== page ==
With this special map, Audubon has partnered with ESRI to offer an up-close, interactive look at a year in the life of an Atlantic Coast Piping Plover. Discover the threats that the imperiled bird faces on its 4,000-mile odyssey from its breeding grounds in Canada to its wintering grounds in the Bahamas, and back! Audubon is working to protect these charismatic birds every wing-beat of the way. Follow the plovers to North Carolina’s Important Bird Areas like Cape Hatteras, Cape Lookout and Lea-Hutaff Island.
The Piping Plover is a federally threatened and endangered shorebird, which inhabits wide, open beaches, shorelines and dry lakebeds in North America. The global population of these sparrow-sized birds is only about 8,000 adults.
Piping Plovers breed along the Atlantic coast from eastern Canada to North Carolina on the shores of the Great Lakes, and along rivers, lakes and wetlands of the northern Great Plains. During winter, the birds migrate to coastal beaches, sand-flats and mudflats from the Carolinas to the Gulf of Mexico and the Caribbean.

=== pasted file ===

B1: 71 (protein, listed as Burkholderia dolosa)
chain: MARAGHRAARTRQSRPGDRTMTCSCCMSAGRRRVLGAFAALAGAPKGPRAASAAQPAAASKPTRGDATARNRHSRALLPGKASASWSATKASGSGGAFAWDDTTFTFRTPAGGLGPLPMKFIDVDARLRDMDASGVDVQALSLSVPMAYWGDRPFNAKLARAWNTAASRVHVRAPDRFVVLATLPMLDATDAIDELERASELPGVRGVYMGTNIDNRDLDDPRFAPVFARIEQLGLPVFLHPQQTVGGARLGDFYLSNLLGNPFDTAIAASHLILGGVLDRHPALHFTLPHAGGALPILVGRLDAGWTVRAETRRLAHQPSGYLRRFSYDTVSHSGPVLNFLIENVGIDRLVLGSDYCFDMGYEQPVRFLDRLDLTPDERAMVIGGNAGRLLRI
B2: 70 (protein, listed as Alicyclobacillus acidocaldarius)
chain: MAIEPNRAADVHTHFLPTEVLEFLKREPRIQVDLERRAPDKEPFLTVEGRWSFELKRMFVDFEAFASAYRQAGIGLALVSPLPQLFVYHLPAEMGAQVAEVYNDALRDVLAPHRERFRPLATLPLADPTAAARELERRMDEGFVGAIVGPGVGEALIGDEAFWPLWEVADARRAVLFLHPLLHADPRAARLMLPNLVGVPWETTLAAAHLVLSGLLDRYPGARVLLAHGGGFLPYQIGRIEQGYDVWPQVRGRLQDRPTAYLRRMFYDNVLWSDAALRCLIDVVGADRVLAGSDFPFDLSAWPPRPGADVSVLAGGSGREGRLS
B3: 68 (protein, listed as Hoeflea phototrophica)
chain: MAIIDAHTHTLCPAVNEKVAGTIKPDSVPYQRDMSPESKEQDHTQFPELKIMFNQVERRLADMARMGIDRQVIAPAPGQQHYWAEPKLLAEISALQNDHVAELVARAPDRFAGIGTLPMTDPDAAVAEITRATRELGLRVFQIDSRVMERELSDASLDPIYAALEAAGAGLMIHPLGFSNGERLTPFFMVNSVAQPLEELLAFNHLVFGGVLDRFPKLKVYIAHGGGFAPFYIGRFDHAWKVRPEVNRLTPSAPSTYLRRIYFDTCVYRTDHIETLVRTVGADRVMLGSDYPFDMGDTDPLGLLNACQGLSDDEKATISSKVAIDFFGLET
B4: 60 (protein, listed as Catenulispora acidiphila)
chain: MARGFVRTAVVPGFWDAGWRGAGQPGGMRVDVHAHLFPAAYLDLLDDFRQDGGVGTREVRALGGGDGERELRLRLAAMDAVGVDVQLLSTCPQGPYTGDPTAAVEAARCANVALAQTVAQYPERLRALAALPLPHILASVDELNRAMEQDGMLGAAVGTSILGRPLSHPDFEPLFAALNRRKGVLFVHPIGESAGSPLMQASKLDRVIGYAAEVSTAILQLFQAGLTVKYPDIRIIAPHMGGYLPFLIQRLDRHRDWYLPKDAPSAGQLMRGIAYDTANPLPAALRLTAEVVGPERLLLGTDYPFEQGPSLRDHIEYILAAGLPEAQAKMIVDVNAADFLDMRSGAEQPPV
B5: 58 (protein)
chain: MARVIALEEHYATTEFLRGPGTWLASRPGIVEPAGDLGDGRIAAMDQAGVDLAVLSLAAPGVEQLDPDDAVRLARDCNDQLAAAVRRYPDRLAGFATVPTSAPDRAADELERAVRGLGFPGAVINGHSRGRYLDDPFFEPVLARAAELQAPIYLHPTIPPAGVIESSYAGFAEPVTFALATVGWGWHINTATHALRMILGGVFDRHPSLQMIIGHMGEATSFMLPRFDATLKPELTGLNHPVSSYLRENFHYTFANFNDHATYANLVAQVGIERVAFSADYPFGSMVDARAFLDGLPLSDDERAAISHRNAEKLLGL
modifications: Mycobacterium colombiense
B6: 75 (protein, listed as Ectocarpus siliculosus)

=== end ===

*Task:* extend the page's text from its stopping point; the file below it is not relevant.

Audubon North Carolina Deputy Director Walker Golder is leading the way in research and protection of this endangered species. Read about Walker’s work here.
Once you are inspired by Melody's amazing story, take action to help Piping Plovers:
- Read profiles of plover heroes working to protect plovers (Piping, Wilson’s, Snowy and Mountain) all across the Audubon network
- Pledge to share our seas and shores with shorebirds
- Donate to support our work right here in North Carolina
- Ask your representative to protect Piping Plovers on Cape Hatteras National Seashore
For more information on Audubon's conservation efforts for the Piping Plover, read Solving the Piping Plover Puzzle in Audubon Magazine.